The Scout Report -- Volume 9, Number 7

February 28, 2003

A Publication of the Internet Scout Project
Computer Sciences Department, University of Wisconsin-Madison

In This Issue:

NSDL Scout Reports

Research and Education

General Interest

Network Tools

In The News

NSDL Scout Reports

NSDL Scout Report for Math, Engineering, and Technology
The fourth issue of the second volume of the MET Report is available. Its Topic in Depth section offers Web sites and comments about sensors.

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Research and Education

The Cervantes Project [.pdf]
Sponsored in part by the National Science Foundation, the Cervantes Project is headed by Professor Eduardo Urbina at Texas A&M University. Not surprisingly, the Project is devoted to presenting the work of Cervantes in a number of online editions, with the inclusion of several pictorial galleries featuring paintings of Cervantes (and images from his books and plays), as well as the Cervantes International Bibliography. Within the Cervantes Digital Library located on the site, visitors can read full-text searchable versions of his complete works, along with numerous Spanish and English language versions of Don Quixote. One nice feature located here is the Don Quixote dictionary, which is meant to assist persons reading the work in English with the classical Spanish terms contained within the text. Along with a biography of Cervantes (available in Spanish, French, and English), the Cervantes Project Web site also features a number of publications produced as a result of their research and scholarship. As most of these documents deal with issues surrounding the creation of digital online projects, they will be of great interest to librarians and information technology specialists. [KMG]
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Black Facts Online
Black Facts Online is a free service provided by Inner-City Software, founded by MIT graduate Kenneth Granderson. At Black Facts Online, visitors can find out numerous facts dealing with African American history, along with searching for facts by date and keywords. One sample search on the words "Angela Davis" revealed numerous facts about the well-known activist, scholar, and author. Each fact also contains a graphic that informs readers whether additional material is also available, such as a link to a Web site, an audio clip, or a picture. Visitors to the site are also offered the opportunity to become a research associate for the site and make contributions to the existing database of facts. Visitors to the site have the opportunity to make a goodwill donation to keep the database up to date and current. [KMG]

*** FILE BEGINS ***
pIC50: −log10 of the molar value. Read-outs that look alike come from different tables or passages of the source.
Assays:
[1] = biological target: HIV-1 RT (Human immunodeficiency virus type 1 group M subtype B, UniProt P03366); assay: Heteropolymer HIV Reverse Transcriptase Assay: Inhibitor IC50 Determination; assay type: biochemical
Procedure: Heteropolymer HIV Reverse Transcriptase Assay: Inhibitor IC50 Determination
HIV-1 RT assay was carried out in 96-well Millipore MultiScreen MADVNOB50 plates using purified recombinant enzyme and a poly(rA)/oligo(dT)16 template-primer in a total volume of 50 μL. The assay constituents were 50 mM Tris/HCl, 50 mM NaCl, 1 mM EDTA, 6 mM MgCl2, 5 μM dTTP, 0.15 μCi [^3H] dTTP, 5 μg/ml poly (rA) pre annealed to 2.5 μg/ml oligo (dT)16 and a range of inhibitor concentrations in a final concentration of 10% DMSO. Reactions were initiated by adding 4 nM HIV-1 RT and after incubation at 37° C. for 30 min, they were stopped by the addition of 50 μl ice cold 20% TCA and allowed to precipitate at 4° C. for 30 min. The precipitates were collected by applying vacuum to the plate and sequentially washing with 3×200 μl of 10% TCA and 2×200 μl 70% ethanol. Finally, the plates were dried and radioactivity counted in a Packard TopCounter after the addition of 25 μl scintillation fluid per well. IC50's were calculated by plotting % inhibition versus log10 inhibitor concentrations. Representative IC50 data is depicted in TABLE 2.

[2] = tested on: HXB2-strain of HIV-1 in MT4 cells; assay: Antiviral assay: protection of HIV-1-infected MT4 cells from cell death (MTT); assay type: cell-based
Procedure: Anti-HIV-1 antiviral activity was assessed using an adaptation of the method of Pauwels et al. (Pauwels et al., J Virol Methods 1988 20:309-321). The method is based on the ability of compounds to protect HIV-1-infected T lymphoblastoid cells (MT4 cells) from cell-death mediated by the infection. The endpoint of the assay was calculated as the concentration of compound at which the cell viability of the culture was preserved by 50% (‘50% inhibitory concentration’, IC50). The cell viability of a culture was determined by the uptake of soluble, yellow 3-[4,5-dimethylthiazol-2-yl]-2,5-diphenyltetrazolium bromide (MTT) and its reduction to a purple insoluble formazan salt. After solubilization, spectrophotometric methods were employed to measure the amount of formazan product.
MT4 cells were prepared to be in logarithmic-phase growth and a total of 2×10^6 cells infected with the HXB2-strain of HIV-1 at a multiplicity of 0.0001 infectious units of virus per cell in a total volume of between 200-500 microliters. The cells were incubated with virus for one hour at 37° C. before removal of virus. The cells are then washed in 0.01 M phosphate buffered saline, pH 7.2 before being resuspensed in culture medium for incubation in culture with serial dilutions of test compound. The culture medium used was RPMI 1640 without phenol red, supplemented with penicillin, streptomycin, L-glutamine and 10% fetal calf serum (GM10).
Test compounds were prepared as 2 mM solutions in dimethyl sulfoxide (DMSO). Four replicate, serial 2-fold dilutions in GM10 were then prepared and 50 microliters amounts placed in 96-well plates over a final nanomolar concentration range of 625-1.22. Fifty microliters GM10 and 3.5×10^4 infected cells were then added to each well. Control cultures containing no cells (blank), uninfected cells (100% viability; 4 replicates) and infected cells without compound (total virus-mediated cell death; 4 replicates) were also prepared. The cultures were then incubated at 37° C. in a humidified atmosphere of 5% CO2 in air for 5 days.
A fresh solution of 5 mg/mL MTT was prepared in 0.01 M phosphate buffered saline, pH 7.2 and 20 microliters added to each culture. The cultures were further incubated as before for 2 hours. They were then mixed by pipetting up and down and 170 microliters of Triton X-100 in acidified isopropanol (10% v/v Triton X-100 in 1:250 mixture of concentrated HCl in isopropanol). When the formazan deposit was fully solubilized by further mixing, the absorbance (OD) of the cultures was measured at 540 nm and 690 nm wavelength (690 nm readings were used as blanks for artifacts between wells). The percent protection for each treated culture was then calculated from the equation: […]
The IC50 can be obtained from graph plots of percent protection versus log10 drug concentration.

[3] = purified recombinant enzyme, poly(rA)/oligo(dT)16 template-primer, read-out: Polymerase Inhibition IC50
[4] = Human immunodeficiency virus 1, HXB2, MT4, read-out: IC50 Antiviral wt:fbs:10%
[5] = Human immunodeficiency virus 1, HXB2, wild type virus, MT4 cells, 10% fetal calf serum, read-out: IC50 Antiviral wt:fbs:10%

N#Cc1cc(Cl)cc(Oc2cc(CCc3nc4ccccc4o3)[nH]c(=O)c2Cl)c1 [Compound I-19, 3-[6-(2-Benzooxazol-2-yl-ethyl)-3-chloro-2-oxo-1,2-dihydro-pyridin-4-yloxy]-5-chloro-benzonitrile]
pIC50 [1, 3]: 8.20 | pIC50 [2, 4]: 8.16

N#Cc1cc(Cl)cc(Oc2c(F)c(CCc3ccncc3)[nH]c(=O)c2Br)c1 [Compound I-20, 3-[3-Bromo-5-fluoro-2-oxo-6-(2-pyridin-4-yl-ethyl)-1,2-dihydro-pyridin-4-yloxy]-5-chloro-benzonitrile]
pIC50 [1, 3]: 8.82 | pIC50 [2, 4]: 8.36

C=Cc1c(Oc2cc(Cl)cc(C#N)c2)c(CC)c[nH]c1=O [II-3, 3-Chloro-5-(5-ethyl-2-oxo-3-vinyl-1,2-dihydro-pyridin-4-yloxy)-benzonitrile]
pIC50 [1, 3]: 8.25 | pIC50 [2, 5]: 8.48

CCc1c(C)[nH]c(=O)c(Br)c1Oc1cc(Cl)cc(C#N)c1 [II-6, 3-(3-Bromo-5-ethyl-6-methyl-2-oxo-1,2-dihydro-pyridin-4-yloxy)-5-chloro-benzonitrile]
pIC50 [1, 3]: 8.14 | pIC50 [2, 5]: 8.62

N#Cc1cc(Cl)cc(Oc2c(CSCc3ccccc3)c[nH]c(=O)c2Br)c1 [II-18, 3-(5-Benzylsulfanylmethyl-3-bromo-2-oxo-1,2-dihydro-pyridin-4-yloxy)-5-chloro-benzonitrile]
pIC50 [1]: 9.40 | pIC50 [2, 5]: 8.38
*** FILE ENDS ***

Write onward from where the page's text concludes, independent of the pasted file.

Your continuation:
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Federal Statistical Office of Germany
With over 2,800 employees, the Federal Statistical Office of Germany collects and processes statistical information for the country out of their three main offices in Weisbaden, Bonn, and Berlin. From their home page, individuals can access dozens of summary statistical tables dealing with almost every aspect of the country, including employment rates, education, environment, transport, foreign trade, wages, tourism, and population. Within each section, individuals can read a brief introduction to the Office's most recent findings in each thematic area and, in many instances, access detailed tables of data, where statistics are broken down by month. The Federal Statistical Office also conducts a microcensus every year, which involves one percent of all households in Germany. Information about this microcensus is available on the site. Most of the site is available in English, but the publications of the Office are only available in German. This site will be quite helpful to those persons working in demography, or for those looking for general data about Germany.